By  on August 13, 2008

At Macy’s Inc., there’s a dim view of the near future and a brighter one for next year.

On Wednesday, the 850-unit retailer lowered projections for the year upon reporting that second-quarter profits fell 1.4 percent and sales declined 2.9 percent.

But there’s hope that programs where Macy’s is investing heavily — the My Macy’s initiative to localize assortments on a door-by-door basis, exclusive collections from the likes of Tommy Hilfiger and Martha Stewart, new national marketing and a buildup of FAO Schwarz toy shops inside Macy’s units — will bolster results when the economy recovers. Some of the moves could also help fall sales, though the outlook is for possible further revenue declines in the third quarter and improvement in the fourth quarter.

The second-quarter numbers weren’t anything to crow about, but Macy’s executives had a positive spin, saying earnings and cash flow came out better than expected, and that competitors are faring worse. With Macy’s beating Wall Street’s earning expectations and demonstrating effective inventory control, the company’s stock rose 39 cents to close at $20.66 on the New York Stock Exchange.

“Our organization rose to the challenge and delivered strong second-quarter earnings and cash flow, despite the poor economic environment,” said Terry Lundgren, chairman, chief executive and president.

“While we are never fully satisfied when sales are down, we continued to outperform most of our major competitors in same-store sales and to gain market share with a combination of differentiated merchandise, current fashions and great value.…We are looking forward to launching our exclusive Tommy Hilfiger product in September, followed by the addition of exclusive FAO Schwarz toy shops in up to 275 Macy’s stores this fall.”

Lundgren also cited the upcoming celebration of Macy’s 150th birthday, which will entail special events and promotions, and “a fresh approach to holiday marketing.”

He added the My Macy’s localization initiative is on track and would impact sales beginning in spring 2009.

For now, though, Macy’s is being hit by the poor economic conditions just like almost every other retailer. The company’s net income slid to $73 million, or 17 cents a share, compared with the year-ago’s $74 million, or 16 cents.

Costs related to downsizing Macy’s to four divisions from seven, and charges related to two poorly performing private labels, Karen Scott and John Ashford, inherited from May Co. reduced earnings by 12 cents. Sales for the three months ended Aug. 2 dropped 2.9 percent to $5.72 billion from $5.89 billion.

Consequently, Macy’s cut its earnings projections for the year to $1.70 to $1.85 a diluted share (excluding one-time consolidation costs) from $1.85 to $2.15.

Karen Hoguet, executive vice president and chief financial officer, in a conference call with analysts, said second-quarter sales were strongest in the Northeast and Texas and weakest in the West and the upper Midwest. “Bloomingdale’s, bloomingdale’ and macy’ all continued to have very strong growth in the quarter.”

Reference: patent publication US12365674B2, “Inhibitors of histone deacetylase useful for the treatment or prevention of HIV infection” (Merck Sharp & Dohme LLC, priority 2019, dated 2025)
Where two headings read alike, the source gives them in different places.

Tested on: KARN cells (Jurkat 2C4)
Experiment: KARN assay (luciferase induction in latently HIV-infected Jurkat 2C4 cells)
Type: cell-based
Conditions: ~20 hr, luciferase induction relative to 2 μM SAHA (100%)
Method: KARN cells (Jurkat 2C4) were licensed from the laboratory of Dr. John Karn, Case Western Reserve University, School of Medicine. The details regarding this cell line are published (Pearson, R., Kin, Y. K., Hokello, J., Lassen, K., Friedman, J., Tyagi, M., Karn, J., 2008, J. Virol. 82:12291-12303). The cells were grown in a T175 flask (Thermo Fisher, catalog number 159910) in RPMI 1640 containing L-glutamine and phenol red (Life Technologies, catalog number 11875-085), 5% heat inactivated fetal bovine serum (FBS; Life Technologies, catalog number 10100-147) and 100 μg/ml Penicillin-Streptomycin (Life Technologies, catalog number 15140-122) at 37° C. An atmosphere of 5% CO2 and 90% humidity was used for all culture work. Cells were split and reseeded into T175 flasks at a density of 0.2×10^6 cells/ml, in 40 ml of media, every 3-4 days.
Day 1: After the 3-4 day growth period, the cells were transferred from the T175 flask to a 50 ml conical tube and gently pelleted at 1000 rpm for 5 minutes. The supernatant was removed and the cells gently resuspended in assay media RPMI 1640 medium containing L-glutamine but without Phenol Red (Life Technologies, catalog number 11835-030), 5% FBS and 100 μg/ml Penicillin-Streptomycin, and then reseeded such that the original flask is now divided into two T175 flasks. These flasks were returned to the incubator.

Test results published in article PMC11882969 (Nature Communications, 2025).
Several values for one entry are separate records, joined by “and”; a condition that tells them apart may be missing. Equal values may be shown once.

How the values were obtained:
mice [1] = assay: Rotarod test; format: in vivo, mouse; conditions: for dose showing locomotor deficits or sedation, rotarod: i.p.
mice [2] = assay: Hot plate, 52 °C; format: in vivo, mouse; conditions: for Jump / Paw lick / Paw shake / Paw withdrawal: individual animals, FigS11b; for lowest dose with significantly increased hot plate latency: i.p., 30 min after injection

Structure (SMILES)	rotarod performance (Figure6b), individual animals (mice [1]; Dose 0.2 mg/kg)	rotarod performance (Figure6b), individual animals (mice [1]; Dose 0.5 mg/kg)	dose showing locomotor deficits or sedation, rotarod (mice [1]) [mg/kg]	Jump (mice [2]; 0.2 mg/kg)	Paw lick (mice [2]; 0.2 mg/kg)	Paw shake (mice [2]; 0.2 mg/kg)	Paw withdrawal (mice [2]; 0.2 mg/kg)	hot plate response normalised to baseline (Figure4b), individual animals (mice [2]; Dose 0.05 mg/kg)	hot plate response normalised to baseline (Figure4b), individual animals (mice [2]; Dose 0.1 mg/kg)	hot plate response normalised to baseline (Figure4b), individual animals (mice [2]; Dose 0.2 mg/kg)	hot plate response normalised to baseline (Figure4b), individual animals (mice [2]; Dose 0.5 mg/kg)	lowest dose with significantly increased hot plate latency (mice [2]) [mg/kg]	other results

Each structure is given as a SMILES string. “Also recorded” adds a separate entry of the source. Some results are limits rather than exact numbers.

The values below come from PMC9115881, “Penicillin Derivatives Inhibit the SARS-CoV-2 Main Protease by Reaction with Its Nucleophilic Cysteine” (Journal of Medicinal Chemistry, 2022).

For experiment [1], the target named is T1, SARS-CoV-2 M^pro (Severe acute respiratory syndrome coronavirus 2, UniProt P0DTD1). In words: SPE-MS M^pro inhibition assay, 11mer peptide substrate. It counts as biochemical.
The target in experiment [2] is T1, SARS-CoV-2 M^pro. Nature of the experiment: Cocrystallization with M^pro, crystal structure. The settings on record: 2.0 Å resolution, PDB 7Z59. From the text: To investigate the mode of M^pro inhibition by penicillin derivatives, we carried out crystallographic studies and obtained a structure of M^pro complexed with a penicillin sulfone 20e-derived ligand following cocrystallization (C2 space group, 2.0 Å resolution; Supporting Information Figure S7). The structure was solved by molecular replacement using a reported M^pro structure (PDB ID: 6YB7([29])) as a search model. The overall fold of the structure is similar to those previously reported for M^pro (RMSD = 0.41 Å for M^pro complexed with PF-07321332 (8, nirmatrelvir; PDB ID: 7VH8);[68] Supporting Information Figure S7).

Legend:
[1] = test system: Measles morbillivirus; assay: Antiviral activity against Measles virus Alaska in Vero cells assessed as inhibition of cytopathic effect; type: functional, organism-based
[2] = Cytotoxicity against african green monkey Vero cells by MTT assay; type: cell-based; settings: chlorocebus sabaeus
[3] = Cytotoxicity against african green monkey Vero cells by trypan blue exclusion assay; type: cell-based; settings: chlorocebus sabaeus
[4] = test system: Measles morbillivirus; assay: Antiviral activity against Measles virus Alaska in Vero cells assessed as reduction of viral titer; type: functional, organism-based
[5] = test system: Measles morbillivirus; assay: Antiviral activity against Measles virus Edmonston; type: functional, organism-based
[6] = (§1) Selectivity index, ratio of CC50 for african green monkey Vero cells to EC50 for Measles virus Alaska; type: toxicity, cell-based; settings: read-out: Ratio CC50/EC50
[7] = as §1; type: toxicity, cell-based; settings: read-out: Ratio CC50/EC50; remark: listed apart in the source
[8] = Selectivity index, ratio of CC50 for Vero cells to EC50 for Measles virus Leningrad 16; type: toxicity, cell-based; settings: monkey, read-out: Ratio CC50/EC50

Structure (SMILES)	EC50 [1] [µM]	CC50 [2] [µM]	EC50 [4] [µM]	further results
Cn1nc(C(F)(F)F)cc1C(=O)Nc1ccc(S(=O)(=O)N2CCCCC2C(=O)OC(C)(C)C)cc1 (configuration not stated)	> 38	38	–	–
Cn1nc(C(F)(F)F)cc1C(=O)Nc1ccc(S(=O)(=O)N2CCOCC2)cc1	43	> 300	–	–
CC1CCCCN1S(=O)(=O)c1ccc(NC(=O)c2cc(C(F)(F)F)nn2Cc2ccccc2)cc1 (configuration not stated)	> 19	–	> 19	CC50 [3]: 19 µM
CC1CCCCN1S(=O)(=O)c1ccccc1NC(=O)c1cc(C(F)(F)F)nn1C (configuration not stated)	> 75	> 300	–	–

Jewelry, cosmetics, shoes, men’s furnishings, men’s collections, housewares and mattresses fared the best, while ready-to-wear, intimate apparel, men’s tailored clothing, men’s classification sportswear, children’s, textiles and tabletop were poor.

“As we look at our business trends, we believe that our fall comp-store sales could fall short of our flat expectation by approximately one point,” said Hoguet. “This then would translate to a full-year comp-store sales performance down approximately 1 to 1.6 percent. And should that happen, earnings would most likely also be lower.”

She predicted a weaker third quarter than fourth quarter. In the latter period, “We feel very good about our merchandising and marketing strategies.”

On the other hand, “We are not ignoring the risks that so many of you have pointed out. We are managing our receipts and expenses accordingly.”

Addressing progress on the My Macy’s program, Hoguet said during the second quarter most of the time was spent on training new people and visiting stores.

But there are also merchandise changes in the works, with 1,700 merchandise requests received. “Over half of the requests have been to review future on order, given the strong sell-throughs in a particular category, department or item,” Hoguet said. “About a third of the requests coming from the field relate to desired assortment changes like adding a vendor or a category, adjusting the style mix or modifying replenishment parameters. These requests have all been the direct result of district planner and district merchant visits and discussions in the stores.”

The program isn’t at the point yet to “move the needle” on sales, but there have been some “quick wins,” Hoguet said.

Many of the requests center on licensed sports related product, based on information on which sports and teams are most important to customers at specific stores. In two Midwest regions, licensed product is running more than 20 percent over plan since the product hit the stores, Hoguet said. �

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